costs. The track was dimmed with new 
snow and we could not follow it far. but 
did succeed in getting the general direc- 
tion, which was into an exceedingly rough 
patch of country at the head   of El 
Macho Creek. 
WE made our way into the main canyon 
below where we thought the lion 
would cross it, then followed up the bot- 
tom of the canyon where there was deep 
snow, until between two cliffs we again 
picked up his track. We went up the 
canyon a couple of miles fo be sure he 
had not crossed back and then circled 
southward into the next fork   of the 
canyon and crossed his track still headed 
south, but apparently not more than three 
days old, for it now showed to have been 
made after the light snowfall of Thurs- 
day night. The dogs were able to follow 
the scent very slowly on the north slopes 
but on the southern exposures where the 
snow had melted off they would lose it al- 
together. Progress was slow and at sun- 
down it was evident we would get no lion 
that day, so we gave up the chase. 
In our excitement over this r~ammoth 
track we had paid little attention to how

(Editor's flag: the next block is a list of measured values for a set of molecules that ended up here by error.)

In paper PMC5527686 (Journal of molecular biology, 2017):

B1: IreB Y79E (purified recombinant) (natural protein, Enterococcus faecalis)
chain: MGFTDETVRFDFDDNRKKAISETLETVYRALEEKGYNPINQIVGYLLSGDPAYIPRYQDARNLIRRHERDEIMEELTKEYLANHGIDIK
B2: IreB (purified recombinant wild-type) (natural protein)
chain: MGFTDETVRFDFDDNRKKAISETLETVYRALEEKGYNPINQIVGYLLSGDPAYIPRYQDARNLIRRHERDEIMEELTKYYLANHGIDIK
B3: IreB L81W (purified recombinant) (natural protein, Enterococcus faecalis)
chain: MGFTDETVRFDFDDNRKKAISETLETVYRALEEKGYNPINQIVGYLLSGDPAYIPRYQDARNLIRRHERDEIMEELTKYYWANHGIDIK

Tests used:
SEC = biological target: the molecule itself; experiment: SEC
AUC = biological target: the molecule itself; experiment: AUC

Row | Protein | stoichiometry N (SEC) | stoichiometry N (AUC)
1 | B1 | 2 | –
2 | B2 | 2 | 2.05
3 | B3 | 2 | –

far we had traveled and how late it really 
was. When we at last looked around to 
A Mountain Lion Hunt 
in New MVexico, 

A Mountain Lion Hunt in New Mexico 
see where we were and what the chances 
were to get back to Lloyd's that night 
we decided it could never be done. It was 
now dark and there was no other ranch 
in reach. There we were in a rough, trail- 
less country, fifteen miles from the near- 
est ranch house, nothing to eat for either 
Durselves, our dogs or our horses, and 
the air getting biting cold as the night 
came on. Emery Arnold knew of an old 
French miner's cabin a couple of miles 
down the canyon where we might find 
horse-feed and possibly some grub, al- 
though old Fortunat Malluchet, the pros- 
pector, never stayed there in winter. He 
did, however, usually raise a patch of 
potatoes and also some oats for hay for 
his burros in the spring. As there was no 
other choice we went there as quickly as 
possible, finding plenty of oat hay for our 
T HERE were several log cabins and a 
root .cellar which all looked good to us 
from the outside. With considerable dif- 
ficulty we broke into one after another of 
them looking for grub and bedding. All 
we found was salt, pepper, a little lard